It is also important to replace your dish rags every week and your sponges every two weeks, at minimum. These items are the perfect spots for bacteria to grow, so staying on top of swapping them out can make a big difference in the cleanliness of your sink.
Forget about a relaxing soak — it turns out that whirlpool tubs have dangerous bacteria and mold lurking inside them. This is because the pipes don't always fully drain, which leads to the growth of these organisms.
Folks who love to take regular baths should aim to deep clean their jetted tub at least once a month. If you want to make the task easier, you can fill the tub with hot water after each soak, along with half a cup of white vinegar, and run the jets for an extra 10 to 15 minutes. Then, allow the tub to drain.
Any high-traffic areas in the home are prone to getting dirtier than other surfaces. Sink handles immediately come to mind, but many people forget about their light switches. These fixtures should be wiped down with a disinfectant wipe once a week to cut down on the bacteria buildup.
The TV remote is another item that we all touch frequently, even when we're eating! This makes them even more important to clean. If you only use the remote before going to bed, once a month cleanings should suffice. However, if this gadget accompanies you at mealtimes, aim to clean it at least once a week.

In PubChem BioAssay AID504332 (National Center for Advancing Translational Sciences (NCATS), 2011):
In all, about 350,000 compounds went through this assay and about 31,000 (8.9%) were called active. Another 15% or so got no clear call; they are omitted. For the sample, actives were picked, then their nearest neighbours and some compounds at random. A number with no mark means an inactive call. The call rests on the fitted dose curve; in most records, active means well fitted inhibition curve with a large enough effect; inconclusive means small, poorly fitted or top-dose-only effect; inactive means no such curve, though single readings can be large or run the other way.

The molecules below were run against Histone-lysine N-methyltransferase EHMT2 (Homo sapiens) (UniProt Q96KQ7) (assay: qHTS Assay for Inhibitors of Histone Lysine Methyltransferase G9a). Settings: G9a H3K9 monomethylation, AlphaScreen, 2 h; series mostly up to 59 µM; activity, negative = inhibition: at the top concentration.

Speaking of spots that are touched regularly, another one that tops the list of things to clean in your house is your door handles. Just like with the light switches, every member of the household touches these surfaces multiple times a day.
Not only that, but you touch them after you put on your shoes, when you take out the trash, and after coming home from the grocery store, where you likely touched a dirty cart handle. Clean door handles once a week to limit the spread of germs.
This one is a bit startling, but your coffee maker may be another spot brimming with bacteria. Did you know that you need to actually clean the machine and not just replace the filter?
It turns out that it's recommended you clean the water reservoir with soap and hot water at least once a week. Also, if you're a regular coffee or tea drinker, you should descale your coffee maker or Keurig every three months. You can easily do this with a water and white vinegar solution.